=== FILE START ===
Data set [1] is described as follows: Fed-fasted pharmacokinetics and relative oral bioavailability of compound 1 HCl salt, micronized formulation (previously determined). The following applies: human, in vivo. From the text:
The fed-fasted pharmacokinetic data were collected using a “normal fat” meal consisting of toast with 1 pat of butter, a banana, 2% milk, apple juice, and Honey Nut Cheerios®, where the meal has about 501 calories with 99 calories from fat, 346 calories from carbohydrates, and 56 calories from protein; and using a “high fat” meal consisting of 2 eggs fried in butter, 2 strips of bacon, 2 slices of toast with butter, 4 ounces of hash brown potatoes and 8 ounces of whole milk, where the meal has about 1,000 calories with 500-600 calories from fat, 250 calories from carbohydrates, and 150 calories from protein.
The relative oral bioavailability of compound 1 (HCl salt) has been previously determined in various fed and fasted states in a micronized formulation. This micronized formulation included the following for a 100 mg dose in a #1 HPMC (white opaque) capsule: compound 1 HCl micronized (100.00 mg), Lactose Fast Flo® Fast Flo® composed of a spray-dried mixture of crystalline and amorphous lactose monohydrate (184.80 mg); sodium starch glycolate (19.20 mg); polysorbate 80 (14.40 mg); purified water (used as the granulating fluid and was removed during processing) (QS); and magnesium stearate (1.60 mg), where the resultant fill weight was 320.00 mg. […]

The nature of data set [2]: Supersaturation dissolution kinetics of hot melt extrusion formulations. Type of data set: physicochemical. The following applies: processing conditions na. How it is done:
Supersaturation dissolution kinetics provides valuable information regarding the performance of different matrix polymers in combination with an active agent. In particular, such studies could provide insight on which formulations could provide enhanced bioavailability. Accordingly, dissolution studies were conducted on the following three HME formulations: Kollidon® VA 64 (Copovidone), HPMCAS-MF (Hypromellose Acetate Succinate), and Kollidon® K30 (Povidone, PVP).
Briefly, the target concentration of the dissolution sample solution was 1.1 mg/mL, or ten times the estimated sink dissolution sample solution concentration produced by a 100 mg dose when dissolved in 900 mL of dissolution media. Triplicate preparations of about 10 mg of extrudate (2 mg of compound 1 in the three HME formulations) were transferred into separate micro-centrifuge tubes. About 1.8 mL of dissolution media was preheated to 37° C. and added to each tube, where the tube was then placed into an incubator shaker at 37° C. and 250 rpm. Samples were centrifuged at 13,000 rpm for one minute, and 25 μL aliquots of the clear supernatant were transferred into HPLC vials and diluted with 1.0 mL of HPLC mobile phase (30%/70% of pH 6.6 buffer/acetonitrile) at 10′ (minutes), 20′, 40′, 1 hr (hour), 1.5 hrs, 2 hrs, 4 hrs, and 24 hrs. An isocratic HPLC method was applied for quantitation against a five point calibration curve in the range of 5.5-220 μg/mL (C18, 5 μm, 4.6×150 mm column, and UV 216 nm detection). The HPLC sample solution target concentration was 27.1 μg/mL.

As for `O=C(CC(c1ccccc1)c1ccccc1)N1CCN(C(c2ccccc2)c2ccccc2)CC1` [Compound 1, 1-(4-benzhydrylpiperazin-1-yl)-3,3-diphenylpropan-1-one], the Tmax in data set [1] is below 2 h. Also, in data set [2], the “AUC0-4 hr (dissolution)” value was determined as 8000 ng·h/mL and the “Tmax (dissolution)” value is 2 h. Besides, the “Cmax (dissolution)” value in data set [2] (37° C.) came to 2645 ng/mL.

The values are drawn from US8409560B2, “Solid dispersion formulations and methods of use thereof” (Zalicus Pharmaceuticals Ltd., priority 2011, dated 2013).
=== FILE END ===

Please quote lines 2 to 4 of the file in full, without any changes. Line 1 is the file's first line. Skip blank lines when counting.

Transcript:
The fed-fasted pharmacokinetic data were collected using a “normal fat” meal consisting of toast with 1 pat of butter, a banana, 2% milk, apple juice, and Honey Nut Cheerios®, where the meal has about 501 calories with 99 calories from fat, 346 calories from carbohydrates, and 56 calories from protein; and using a “high fat” meal consisting of 2 eggs fried in butter, 2 strips of bacon, 2 slices of toast with butter, 4 ounces of hash brown potatoes and 8 ounces of whole milk, where the meal has about 1,000 calories with 500-600 calories from fat, 250 calories from carbohydrates, and 150 calories from protein.
The relative oral bioavailability of compound 1 (HCl salt) has been previously determined in various fed and fasted states in a micronized formulation. This micronized formulation included the following for a 100 mg dose in a #1 HPMC (white opaque) capsule: compound 1 HCl micronized (100.00 mg), Lactose Fast Flo® Fast Flo® composed of a spray-dried mixture of crystalline and amorphous lactose monohydrate (184.80 mg); sodium starch glycolate (19.20 mg); polysorbate 80 (14.40 mg); purified water (used as the granulating fluid and was removed during processing) (QS); and magnesium stearate (1.60 mg), where the resultant fill weight was 320.00 mg. […]

The nature of data set [2]: Supersaturation dissolution kinetics of hot melt extrusion formulations. Type of data set: physicochemical. The following applies: processing conditions na. How it is done: